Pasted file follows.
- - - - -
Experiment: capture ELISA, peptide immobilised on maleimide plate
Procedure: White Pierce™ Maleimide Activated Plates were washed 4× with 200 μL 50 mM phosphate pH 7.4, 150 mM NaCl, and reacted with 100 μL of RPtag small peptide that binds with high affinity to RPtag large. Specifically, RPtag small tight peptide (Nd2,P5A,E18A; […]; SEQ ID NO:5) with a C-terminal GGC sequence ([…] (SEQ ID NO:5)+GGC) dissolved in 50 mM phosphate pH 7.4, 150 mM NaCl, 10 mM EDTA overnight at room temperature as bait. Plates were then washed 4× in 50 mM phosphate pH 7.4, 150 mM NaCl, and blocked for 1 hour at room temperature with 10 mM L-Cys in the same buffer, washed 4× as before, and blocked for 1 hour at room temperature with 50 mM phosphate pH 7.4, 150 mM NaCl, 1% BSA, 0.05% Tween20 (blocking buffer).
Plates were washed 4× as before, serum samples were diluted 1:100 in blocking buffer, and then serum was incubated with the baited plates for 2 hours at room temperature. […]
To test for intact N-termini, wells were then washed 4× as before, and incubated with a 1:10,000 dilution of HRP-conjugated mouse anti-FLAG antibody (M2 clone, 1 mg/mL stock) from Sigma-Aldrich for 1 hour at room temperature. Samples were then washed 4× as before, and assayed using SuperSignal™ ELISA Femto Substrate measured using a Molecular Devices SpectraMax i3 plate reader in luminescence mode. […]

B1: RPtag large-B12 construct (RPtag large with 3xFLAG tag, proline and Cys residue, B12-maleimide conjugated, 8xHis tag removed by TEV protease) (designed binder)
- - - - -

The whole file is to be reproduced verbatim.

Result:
Experiment: capture ELISA, peptide immobilised on maleimide plate
Procedure: White Pierce™ Maleimide Activated Plates were washed 4× with 200 μL 50 mM phosphate pH 7.4, 150 mM NaCl, and reacted with 100 μL of RPtag small peptide that binds with high affinity to RPtag large. Specifically, RPtag small tight peptide (Nd2,P5A,E18A; […]; SEQ ID NO:5) with a C-terminal GGC sequence ([…] (SEQ ID NO:5)+GGC) dissolved in 50 mM phosphate pH 7.4, 150 mM NaCl, 10 mM EDTA overnight at room temperature as bait. Plates were then washed 4× in 50 mM phosphate pH 7.4, 150 mM NaCl, and blocked for 1 hour at room temperature with 10 mM L-Cys in the same buffer, washed 4× as before, and blocked for 1 hour at room temperature with 50 mM phosphate pH 7.4, 150 mM NaCl, 1% BSA, 0.05% Tween20 (blocking buffer).
Plates were washed 4× as before, serum samples were diluted 1:100 in blocking buffer, and then serum was incubated with the baited plates for 2 hours at room temperature. […]
To test for intact N-termini, wells were then washed 4× as before, and incubated with a 1:10,000 dilution of HRP-conjugated mouse anti-FLAG antibody (M2 clone, 1 mg/mL stock) from Sigma-Aldrich for 1 hour at room temperature. Samples were then washed 4× as before, and assayed using SuperSignal™ ELISA Femto Substrate measured using a Molecular Devices SpectraMax i3 plate reader in luminescence mode. […]

B1: RPtag large-B12 construct (RPtag large with 3xFLAG tag, proline and Cys residue, B12-maleimide conjugated, 8xHis tag removed by TEV protease) (designed binder)